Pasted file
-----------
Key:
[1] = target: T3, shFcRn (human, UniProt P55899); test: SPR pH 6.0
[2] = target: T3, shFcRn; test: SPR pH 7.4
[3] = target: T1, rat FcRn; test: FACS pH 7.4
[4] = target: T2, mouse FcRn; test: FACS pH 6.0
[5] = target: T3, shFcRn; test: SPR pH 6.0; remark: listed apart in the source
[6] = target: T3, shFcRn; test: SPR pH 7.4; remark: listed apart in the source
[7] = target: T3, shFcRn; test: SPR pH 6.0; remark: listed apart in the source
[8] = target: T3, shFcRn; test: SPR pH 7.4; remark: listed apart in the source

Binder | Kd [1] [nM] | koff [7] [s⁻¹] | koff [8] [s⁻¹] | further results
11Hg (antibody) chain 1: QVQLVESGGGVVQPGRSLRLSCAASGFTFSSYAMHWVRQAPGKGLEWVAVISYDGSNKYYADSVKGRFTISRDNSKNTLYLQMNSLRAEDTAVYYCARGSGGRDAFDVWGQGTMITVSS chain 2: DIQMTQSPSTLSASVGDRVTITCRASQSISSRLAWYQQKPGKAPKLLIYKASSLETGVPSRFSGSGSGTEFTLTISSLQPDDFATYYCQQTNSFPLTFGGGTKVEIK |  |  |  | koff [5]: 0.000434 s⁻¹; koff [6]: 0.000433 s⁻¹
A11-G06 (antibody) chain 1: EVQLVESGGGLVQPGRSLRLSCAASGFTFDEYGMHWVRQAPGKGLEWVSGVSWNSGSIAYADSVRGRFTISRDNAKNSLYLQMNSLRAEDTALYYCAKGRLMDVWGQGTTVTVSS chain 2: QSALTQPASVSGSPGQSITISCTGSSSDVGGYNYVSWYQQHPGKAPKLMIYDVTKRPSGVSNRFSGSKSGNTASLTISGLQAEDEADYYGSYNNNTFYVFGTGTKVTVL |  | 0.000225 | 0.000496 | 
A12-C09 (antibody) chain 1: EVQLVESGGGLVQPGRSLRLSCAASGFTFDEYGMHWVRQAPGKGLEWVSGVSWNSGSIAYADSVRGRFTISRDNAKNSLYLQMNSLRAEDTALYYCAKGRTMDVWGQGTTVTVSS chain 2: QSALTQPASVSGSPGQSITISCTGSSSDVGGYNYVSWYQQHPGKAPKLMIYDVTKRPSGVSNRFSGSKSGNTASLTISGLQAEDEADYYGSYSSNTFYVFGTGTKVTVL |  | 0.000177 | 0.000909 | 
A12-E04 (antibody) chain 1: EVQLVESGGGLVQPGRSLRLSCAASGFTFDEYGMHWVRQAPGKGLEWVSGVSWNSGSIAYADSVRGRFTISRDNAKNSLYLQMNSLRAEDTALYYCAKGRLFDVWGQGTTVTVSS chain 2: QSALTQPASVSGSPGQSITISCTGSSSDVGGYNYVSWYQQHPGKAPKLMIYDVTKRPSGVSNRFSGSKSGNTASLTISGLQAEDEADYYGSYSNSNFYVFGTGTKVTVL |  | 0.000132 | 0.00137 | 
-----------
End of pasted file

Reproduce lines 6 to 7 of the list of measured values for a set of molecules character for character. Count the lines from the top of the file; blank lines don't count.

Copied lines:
[5] = target: T3, shFcRn; test: SPR pH 6.0; remark: listed apart in the source
[6] = target: T3, shFcRn; test: SPR pH 7.4; remark: listed apart in the source